PROFILE Despite being imprisoned and cruelly beaten in seven penitentiaries, he never wavered in his determination to preach the good news of God’s Kingdom.
IN 1948, my wife, Paula, my daughter, and I began attending meetings of Jehovah’s Witnesses in Blanco Arriba. We had to walk 25 miles (40 km) round trip, but we never missed a meeting. On January 3, 1949, Paula and I were baptized.
Six months later some from our congregation were arrested and sentenced to three months in prison. We had to sleep on the floor and were fed only one meal a day—green bananas and tea. When we were released from prison, the government officials threatened us and assumed that we would stop preaching. But, when we returned home, we clandestinely resumed attending meetings and preaching. Because government agents were constantly watching us, we met in private homes, in coffee fields, or on farms. Instead of gathering in the same place repeatedly, we announced at the end of each meeting where the next meeting would be held. When we preached, we did so alone; we wore work clothes, and we did not use literature or a Bible. Even so, between 1949 and 1959, I was in and out of seven different prisons, serving sentences of three to six months each time.
I had to be extremely careful because some of my persecutors were my own relatives. Even though I slept in the mountains or on a farm to avoid detection, I sometimes still got caught. After one of my arrests, I was sent to La Victoria prison in Ciudad Trujillo, where there were 50 to 60 prisoners to a cell. There, we received two meals a day—cornmeal in the morning and a small ration of rice with beans at noon. Of course, all the Witnesses there preached to fellow prisoners, and we regularly held our meetings, which were conducted by reciting Bible texts from memory and relating experiences from our ministry.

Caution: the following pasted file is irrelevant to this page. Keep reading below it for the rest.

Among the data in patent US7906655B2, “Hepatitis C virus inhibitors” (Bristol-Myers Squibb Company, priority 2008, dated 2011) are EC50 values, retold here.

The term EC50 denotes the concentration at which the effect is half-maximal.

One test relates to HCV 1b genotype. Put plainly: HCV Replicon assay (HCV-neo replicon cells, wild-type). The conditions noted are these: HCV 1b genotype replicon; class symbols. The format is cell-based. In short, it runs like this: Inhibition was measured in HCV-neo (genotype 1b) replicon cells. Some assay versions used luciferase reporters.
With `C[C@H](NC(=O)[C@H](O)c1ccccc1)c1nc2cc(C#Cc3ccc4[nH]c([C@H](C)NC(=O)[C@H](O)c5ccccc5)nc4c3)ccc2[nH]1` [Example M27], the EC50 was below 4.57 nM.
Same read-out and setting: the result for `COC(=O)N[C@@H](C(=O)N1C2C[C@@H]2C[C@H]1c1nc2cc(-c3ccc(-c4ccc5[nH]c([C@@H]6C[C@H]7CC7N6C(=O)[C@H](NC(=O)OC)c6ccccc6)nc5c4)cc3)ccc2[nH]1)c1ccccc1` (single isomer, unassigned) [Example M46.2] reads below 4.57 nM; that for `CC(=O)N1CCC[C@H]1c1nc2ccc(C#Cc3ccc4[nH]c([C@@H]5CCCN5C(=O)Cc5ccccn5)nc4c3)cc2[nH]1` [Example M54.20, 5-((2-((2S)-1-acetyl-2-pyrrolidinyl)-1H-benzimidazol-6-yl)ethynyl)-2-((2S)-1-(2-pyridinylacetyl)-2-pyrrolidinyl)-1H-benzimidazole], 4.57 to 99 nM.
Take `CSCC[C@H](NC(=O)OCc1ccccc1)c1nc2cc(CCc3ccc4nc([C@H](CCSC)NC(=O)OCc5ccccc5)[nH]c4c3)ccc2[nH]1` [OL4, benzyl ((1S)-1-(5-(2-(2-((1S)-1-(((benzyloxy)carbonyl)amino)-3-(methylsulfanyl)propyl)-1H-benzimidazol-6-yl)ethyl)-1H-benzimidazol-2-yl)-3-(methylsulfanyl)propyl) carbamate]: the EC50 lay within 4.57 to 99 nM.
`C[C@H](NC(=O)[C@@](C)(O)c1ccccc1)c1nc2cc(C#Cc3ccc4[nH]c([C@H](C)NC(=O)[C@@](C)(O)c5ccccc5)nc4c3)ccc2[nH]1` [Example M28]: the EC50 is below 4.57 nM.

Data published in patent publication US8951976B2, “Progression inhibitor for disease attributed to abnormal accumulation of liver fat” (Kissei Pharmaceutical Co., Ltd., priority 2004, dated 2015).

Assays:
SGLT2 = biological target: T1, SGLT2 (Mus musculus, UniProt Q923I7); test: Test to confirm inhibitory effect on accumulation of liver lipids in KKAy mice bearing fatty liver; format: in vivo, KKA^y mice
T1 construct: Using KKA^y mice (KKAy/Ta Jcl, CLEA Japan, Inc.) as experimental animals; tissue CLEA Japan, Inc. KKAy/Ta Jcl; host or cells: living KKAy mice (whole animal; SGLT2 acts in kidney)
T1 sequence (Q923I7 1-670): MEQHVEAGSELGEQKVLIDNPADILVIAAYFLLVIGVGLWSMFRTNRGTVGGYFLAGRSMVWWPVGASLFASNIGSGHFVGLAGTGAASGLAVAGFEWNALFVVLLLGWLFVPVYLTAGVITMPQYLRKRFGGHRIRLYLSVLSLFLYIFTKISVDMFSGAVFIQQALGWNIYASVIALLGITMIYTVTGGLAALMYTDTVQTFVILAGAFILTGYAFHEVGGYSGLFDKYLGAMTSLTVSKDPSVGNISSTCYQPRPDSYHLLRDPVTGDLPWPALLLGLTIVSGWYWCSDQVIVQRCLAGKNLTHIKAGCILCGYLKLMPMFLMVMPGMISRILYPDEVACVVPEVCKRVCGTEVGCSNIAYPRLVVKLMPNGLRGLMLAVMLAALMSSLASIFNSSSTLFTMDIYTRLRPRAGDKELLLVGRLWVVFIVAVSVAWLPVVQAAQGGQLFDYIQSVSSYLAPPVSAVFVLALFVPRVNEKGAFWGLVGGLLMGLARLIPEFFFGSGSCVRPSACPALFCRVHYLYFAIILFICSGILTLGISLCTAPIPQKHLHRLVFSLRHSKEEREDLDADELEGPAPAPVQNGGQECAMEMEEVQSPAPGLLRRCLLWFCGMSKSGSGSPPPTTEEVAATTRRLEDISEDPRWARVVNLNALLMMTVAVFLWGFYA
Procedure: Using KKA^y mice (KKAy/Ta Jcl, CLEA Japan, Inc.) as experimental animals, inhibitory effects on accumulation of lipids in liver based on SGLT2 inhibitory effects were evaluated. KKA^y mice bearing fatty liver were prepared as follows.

The last time I was imprisoned, a soldier beat me on the head and on my ribs with the butt of a rifle. Even though I still suffer from the physical effects of that beating and other mistreatment, those tests strengthened my faith, my endurance, and my determination to serve Jehovah.
Now, at 96 years of age, I serve as a ministerial servant in the congregation. Although I can no longer walk long distances, I sit in front of my house and preach to all who pass by. The Kingdom hope is not a dream to me. It is a reality, and I have been preaching about it for more than 60 years. The new world is as real to me today as it was the first day that I heard the Kingdom message.*
Efraín De La Cruz died while this account was being prepared.